Rude to the receptionist? Too bad -- you just blew the interview
Increasingly, hiring managers are asking their assistants to help evaluate candidates. Be warned: A condescending attitude could cost you a job offer.
NEW YORK (Fortune) -- Dear Annie: May I please get something off my chest? I am a longtime secretary/receptionist for two senior vice presidents at a big company. We have been doing a lot of hiring lately, and almost all of the new middle-management personnel have been interviewed by one or the other of my two bosses, so naturally they come through my office first.
Let me tell you, Annie, some of these people are unbelievably rude. Either they treat me like a piece of furniture (no hello, no eye contact) or they think I'm their errand girl. (Just this morning somebody sent me out to Starbucks, and it wasn't the first time this happened.) Lately, my two bosses have started asking me for my impressions of job candidates. So far this week, two have been discourteous and dismissive, so I gave both the thumbs-down. Neither is getting called back for the next round of interviews. I don't know how common this is, but please advise your readers who are job hunting that the dummy at the reception desk may be anything but. -Not "Just a Secretary"
Dear Not: Funny you should bring this up. According to Annie Stevens and Greg Gostanian, two partners at a Boston-based executive coaching firm called Clear Rock, it's not unusual these days for a hiring manager to ask everyone who meets a potential new hire to give an opinion of him or her. "One of the biggest reasons so many newly recruited managers fail in a new job is their inability to fit in and get along with the people who are already there," says Stevens. "So employers now want to get staffers' impressions right at the start."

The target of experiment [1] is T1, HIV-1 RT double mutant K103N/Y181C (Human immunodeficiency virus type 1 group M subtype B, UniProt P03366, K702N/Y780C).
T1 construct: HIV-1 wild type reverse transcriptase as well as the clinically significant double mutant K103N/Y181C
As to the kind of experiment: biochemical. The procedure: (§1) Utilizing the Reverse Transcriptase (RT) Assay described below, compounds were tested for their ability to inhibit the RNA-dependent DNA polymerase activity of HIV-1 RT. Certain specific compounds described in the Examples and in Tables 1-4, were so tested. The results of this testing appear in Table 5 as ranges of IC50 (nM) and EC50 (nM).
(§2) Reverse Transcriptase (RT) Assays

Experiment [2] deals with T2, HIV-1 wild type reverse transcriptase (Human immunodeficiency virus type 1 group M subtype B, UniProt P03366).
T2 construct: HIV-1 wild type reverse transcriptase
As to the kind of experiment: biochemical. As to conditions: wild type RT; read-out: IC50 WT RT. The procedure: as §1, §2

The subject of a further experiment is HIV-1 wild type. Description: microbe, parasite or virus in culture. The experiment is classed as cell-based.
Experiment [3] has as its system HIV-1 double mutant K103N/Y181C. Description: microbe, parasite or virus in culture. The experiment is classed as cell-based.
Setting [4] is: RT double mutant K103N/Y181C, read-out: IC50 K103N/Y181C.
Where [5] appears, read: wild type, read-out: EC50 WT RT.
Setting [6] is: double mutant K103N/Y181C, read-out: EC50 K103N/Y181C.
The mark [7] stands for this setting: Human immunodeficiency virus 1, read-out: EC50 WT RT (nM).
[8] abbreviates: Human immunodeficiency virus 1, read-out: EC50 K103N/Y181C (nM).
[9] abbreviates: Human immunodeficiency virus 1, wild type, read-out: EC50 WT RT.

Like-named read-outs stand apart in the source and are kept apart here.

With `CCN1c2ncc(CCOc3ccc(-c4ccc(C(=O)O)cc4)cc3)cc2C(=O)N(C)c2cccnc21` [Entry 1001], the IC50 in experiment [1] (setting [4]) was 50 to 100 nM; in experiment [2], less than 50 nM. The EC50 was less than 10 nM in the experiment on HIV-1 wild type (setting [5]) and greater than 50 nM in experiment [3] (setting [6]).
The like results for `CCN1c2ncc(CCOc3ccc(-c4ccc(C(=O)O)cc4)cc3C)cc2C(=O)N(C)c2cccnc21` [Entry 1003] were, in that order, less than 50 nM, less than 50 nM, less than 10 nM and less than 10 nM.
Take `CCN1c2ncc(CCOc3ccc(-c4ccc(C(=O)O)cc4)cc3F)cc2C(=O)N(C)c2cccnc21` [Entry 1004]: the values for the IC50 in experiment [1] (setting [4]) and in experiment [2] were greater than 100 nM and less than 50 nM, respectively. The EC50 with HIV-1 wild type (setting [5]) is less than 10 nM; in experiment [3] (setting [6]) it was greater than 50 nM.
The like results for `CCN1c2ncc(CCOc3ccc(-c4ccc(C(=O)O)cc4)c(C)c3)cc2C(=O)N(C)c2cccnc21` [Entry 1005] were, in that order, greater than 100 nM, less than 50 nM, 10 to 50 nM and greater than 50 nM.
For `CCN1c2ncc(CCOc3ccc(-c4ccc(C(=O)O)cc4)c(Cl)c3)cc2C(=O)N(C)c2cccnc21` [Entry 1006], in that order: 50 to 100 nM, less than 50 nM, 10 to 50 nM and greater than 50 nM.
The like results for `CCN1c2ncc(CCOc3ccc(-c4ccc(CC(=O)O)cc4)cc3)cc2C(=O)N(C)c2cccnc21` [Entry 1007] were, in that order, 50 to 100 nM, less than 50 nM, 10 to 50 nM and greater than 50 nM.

Adds Gostanian: "A lot can be learned from how candidates treat receptionists. If the jobseeker is rude, condescending, or arrogant, this might be an indication of how he or she would treat coworkers or direct reports." Yikes.
Obviously, anyone looking for a new job would do well not to alienate the person who sits outside the interviewer's door. Stevens and Gostanian offer these six tips for getting off to the right start:
Introduce yourself as you would to any other potential new colleague. Smile, shake hands, and so on. It seems odd that this has to be spelled out, but apparently it does; and, besides being a matter of common courtesy, ordinary friendliness offers a practical advantage: "Learning and remembering an interviewer's receptionist's name can only help as you advance in the interviewing process," Stevens notes.
Don't regard a receptionist or other assistant as an underling -- at least, not as your own personal underling. "Always ask the interviewer if you need help from anyone else in the office where you're interviewing, instead of seeking this directly yourself," says Gostanian. In other words, if you'd like to leave an extra copy of your resume, refrain from sending the interviewer's assistant to the Xerox machine.
It's fine to accept if you're offered a beverage, but keep it simple. "Don't ask for particular brand names or expect to be brewed a fresh pot of coffee," Stevens says. And of course, need we add that dispatching anybody to Starbucks is out of the question?
Feel free to make small talk, but know that anything you say may well get back to the interviewer. "Don't ask probing questions about the company or offer unsolicited opinions," Gostanian advises. No matter how hideous the office d馗or, endless the hike from the parking lot, or inconvenient the wait to see the interviewer -- keep it to yourself. Plenty of time for whining and grumbling after you're hired.
Don't talk on your cell phone in front of the receptionist, and try to put your BlackBerry aside. "If you have to make or take a call, leave the reception area," Stevens says. Preoccupation with wireless devices will mark you, she says, as "a cold and fixated person."
Don't forget to say good-bye. "Failure to say good-bye to someone you've just met reflects negatively on you," Gostanian notes. "You'll come across as impersonal and uncaring." That's hardly the image any job hunter wants to project.